Singer-songwriter and drone mastermind Liz Harris has a knack for making lullabies out of deep waters of noise.
Her best-known (and probably just best) record is 2008’s “Dragging a Dead Deer up a Hill.”
That album featured strummed acoustic guitars and clear-ish vocals. It’s gorgeous and more approachable than her other work, which tends to focus on the space between ambient tape loops and delay-heavy melodies.
Harris also has a knack for keeping busy. She’s released a double album, singles, split EPs and performance pieces since “Dead Deer” was released. Her productivity makes releasing past work seem strange, however welcome.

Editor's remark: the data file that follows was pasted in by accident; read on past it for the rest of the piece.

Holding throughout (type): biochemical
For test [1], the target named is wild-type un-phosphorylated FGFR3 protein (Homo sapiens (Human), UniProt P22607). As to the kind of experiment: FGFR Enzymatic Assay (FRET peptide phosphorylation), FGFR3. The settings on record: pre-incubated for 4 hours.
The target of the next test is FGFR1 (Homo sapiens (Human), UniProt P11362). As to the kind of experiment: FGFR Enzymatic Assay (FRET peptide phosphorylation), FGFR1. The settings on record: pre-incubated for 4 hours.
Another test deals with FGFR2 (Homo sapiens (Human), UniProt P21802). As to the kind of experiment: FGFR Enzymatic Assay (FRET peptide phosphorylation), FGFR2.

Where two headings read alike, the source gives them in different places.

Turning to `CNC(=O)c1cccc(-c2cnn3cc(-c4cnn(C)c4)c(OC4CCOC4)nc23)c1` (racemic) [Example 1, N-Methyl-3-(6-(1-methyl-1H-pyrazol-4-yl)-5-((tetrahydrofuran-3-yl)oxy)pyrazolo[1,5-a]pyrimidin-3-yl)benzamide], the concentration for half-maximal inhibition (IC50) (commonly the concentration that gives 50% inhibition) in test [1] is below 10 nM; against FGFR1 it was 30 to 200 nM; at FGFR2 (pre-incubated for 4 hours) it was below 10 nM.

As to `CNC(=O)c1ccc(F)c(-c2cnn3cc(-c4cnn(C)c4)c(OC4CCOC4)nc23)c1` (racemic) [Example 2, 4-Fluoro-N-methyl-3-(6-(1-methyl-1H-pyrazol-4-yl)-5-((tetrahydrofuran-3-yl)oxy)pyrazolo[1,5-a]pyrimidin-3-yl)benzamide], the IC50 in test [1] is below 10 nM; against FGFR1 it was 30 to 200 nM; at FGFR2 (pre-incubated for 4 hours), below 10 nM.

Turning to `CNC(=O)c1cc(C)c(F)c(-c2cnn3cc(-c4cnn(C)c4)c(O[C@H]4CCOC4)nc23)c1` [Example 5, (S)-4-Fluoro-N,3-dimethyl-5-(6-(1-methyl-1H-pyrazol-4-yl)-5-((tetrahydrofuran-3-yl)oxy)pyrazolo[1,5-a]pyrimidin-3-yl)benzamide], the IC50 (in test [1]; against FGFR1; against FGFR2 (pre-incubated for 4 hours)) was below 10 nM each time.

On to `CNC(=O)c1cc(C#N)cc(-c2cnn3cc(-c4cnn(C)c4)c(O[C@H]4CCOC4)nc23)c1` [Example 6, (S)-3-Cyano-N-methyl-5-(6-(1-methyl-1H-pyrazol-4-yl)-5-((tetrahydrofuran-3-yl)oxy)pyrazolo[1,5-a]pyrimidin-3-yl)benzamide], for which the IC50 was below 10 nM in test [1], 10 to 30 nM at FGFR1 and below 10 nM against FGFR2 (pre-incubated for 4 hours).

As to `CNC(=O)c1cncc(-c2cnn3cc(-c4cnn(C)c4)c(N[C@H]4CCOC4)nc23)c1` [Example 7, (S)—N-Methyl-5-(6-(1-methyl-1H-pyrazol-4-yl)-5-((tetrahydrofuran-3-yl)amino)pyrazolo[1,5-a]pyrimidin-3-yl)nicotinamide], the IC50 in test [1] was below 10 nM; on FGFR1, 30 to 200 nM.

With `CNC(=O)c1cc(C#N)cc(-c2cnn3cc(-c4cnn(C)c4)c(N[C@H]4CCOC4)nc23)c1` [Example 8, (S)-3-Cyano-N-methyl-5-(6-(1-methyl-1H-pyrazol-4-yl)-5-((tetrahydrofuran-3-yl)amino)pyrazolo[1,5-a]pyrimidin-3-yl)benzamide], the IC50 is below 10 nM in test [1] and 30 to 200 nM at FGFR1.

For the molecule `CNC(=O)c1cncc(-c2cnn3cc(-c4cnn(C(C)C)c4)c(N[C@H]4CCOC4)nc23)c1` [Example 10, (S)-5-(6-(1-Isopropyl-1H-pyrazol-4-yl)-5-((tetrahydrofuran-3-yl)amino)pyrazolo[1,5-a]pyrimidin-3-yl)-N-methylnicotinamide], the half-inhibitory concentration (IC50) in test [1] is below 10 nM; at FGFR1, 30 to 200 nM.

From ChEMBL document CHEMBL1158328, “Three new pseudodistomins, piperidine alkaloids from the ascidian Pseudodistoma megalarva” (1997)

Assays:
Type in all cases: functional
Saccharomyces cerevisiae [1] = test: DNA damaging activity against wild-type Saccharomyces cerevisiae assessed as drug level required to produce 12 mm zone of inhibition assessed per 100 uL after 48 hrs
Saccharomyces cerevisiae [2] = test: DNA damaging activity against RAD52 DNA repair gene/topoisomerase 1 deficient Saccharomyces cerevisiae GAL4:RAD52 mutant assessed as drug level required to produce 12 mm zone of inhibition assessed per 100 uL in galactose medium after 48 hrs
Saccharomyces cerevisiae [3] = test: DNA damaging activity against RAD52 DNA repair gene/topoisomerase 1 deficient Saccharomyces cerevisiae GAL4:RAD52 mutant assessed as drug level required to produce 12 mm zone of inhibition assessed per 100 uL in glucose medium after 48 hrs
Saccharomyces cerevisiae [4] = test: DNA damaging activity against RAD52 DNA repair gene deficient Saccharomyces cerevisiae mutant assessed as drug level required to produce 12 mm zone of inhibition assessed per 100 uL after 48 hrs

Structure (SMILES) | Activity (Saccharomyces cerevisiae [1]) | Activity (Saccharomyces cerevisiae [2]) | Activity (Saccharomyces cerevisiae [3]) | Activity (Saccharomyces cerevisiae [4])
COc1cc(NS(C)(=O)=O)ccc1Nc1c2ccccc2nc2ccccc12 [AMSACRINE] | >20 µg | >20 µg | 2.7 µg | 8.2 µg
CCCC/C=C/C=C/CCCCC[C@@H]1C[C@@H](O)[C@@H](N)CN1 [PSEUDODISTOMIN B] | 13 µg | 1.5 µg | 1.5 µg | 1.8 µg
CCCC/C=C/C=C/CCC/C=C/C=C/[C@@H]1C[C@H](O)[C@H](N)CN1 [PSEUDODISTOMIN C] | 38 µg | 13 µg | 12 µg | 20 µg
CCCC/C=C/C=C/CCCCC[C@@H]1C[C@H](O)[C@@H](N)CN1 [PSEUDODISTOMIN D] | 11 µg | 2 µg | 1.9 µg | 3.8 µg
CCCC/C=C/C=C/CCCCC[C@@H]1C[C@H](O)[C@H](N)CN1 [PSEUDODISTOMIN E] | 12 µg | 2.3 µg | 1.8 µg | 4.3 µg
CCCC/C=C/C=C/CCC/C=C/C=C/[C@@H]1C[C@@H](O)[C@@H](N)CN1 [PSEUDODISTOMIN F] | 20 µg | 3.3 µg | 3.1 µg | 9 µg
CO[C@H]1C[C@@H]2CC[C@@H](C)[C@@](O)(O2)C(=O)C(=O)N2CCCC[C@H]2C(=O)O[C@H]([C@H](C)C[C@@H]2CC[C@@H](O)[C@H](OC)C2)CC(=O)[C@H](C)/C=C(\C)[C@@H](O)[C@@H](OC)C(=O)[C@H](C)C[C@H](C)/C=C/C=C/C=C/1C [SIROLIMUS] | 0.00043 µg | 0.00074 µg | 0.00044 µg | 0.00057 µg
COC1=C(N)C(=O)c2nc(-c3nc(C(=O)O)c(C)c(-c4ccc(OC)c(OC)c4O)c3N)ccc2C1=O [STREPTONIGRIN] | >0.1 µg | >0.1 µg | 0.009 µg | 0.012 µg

The tracks on “The Man Who Died In His Boat” were recorded after midnight during the same sessions as “Dead Deer,” and the album has a similarly sleepy sound.
The songs can be short and sweet, but most head for space, like a retreat into memory or dreams to better deal with waking life.
Sparse standout “Living Room” is the best articulation of Grouper’s project yet: “I’m looking for the place the spirit meets the skin.”
At the album’s echoing highs, that boundary feels as unsteady as a rocking boat.